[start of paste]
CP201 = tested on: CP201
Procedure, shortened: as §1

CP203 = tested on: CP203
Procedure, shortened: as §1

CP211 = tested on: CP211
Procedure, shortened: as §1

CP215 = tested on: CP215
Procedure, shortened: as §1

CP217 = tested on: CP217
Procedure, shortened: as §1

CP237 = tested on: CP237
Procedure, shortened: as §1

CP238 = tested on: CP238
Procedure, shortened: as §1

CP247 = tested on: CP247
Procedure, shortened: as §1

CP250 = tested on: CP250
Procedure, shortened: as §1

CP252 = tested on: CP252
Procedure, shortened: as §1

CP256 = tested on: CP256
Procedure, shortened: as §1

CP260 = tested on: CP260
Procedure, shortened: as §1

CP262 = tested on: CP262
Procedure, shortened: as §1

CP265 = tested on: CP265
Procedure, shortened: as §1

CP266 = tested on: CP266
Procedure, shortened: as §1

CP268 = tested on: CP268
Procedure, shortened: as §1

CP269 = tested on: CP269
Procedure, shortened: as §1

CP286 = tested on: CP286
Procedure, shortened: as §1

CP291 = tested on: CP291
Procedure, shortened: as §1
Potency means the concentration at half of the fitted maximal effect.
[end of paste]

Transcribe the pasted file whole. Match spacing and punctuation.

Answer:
CP201 = tested on: CP201
Procedure, shortened: as §1

CP203 = tested on: CP203
Procedure, shortened: as §1

CP211 = tested on: CP211
Procedure, shortened: as §1

CP215 = tested on: CP215
Procedure, shortened: as §1

CP217 = tested on: CP217
Procedure, shortened: as §1

CP237 = tested on: CP237
Procedure, shortened: as §1

CP238 = tested on: CP238
Procedure, shortened: as §1

CP247 = tested on: CP247
Procedure, shortened: as §1

CP250 = tested on: CP250
Procedure, shortened: as §1

CP252 = tested on: CP252
Procedure, shortened: as §1

CP256 = tested on: CP256
Procedure, shortened: as §1

CP260 = tested on: CP260
Procedure, shortened: as §1

CP262 = tested on: CP262
Procedure, shortened: as §1

CP265 = tested on: CP265
Procedure, shortened: as §1

CP266 = tested on: CP266
Procedure, shortened: as §1

CP268 = tested on: CP268
Procedure, shortened: as §1

CP269 = tested on: CP269
Procedure, shortened: as §1

CP286 = tested on: CP286
Procedure, shortened: as §1

CP291 = tested on: CP291
Procedure, shortened: as §1
Potency means the concentration at half of the fitted maximal effect.